Effects of telephone support or short message service on body mass index, eating and screen time behaviours of children age 2 years: A 3-arm randomized controlled trial

Li Ming Wen, Huilan Xu, Sarah Taki, Limin Buchanan, Chris Rissel, Philayrath Phongsavan, Alison J. Hayes, Karen Bedford, Renee Moreton, Louise A. Baur

Research output: Contribution to journalArticlepeer-review

Abstract

Background: Few randomized controlled trial (RCT) interventions targeted children's early risk behaviours using telephone or short message service (SMS) support. Objective: To evaluate the effectiveness of telephone or SMS early intervention focusing on mothers' behaviours starting from late pregnancy to improve BMI, and eating and screen time behaviours of children aged 2 years in comparison with the control group. Methods: A 3-arm RCT was conducted in Australia, 2017–2019. Two arms involved the interventions using nurse-led telephone or SMS support, delivered in nine stages from late pregnancy to age 2 years. The third arm was control. The primary outcome was children's objectively measured BMI and BMI z-score at 2 years. Secondary outcomes included child eating and screen time behaviours as reported by parents at 2 years. Results: At 2 years, 797 mother–child dyads (69%) completed the telephone survey with 666 (58%) completing weight and height measurements. The study found no statistically significant difference in BMI between the groups. The mean BMI for telephone support was 16.93 (95% CI: 16.73 to 17.13), for SMS 16.92 (95% CI: 16.73 to 17.11) or for control 16.95 (95% CI: 16.73 to 17.16) with a difference of −0.02 (95% CI: −0.31 to 0.27, p = 0.907) in telephone versus control, and a difference of −0.03 (95% CI: −0.30 to 0.24, p = 0.816) in SMS versus control. Telephone support was associated with higher odds of no bottle at bedtime (adjusted odds ratio [AOR]: 2.99; 95% CI: 2.01 to 4.47), family meals (AOR: 2.05; 95% CI: 1.26 to 3.33), drinking from a cup (AOR: 1.89; 95% CI: 1.24 to 2.88), less screen time (<1 h/day) (AOR: 1.56; 95% CI: 1.10 to 2.23) and not eating dinner in front of the TV (AOR: 1.50; 95% CI: 1.09 to 2.06). SMS support was also associated with higher odds of no bottle at bedtime (AOR 2.30, 95% CI: 1.58 to 3.33) than the control. Conclusion: The telephone or SMS support intervention had no significant effects on BMI, but was effective in increasing no bottle use at bedtime. Telephone support showed more effects than SMS on reducing screen time and eating behaviours.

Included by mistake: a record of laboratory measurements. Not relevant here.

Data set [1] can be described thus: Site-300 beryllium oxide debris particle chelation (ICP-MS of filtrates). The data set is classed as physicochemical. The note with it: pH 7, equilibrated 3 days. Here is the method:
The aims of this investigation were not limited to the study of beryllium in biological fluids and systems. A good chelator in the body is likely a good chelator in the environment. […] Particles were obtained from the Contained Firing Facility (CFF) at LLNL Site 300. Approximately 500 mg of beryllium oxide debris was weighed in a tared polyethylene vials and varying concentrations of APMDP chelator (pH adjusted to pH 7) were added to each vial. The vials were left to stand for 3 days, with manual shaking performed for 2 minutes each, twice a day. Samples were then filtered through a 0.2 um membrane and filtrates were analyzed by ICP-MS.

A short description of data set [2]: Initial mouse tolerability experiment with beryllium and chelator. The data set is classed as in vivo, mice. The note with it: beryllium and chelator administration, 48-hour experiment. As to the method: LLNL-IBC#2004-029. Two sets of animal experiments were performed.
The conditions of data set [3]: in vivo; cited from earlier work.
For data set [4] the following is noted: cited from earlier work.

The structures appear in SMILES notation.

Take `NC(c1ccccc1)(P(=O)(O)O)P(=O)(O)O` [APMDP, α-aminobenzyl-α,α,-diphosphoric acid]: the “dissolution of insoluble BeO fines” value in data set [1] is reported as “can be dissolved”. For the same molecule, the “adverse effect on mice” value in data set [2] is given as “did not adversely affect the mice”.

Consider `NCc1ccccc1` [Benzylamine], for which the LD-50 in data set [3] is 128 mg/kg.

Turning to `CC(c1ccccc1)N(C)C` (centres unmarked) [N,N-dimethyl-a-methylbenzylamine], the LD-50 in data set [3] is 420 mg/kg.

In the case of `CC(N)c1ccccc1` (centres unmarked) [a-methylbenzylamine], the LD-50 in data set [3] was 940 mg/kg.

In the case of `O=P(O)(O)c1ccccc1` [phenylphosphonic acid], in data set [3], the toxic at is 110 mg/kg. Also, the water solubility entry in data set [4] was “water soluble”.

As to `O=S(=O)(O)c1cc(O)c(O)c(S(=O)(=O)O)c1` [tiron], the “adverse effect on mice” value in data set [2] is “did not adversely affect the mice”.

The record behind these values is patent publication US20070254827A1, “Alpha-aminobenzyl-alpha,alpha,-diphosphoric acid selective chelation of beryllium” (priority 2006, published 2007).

Original languageEnglish
Article numbere12875
Number of pages10
JournalPediatric Obesity
Early online date24 Nov 2021
DOIs
Publication statusE-pub ahead of print - 24 Nov 2021
Externally publishedYes

Keywords

  • randomized controlled trial
  • screen time
  • short message service
  • telephone support

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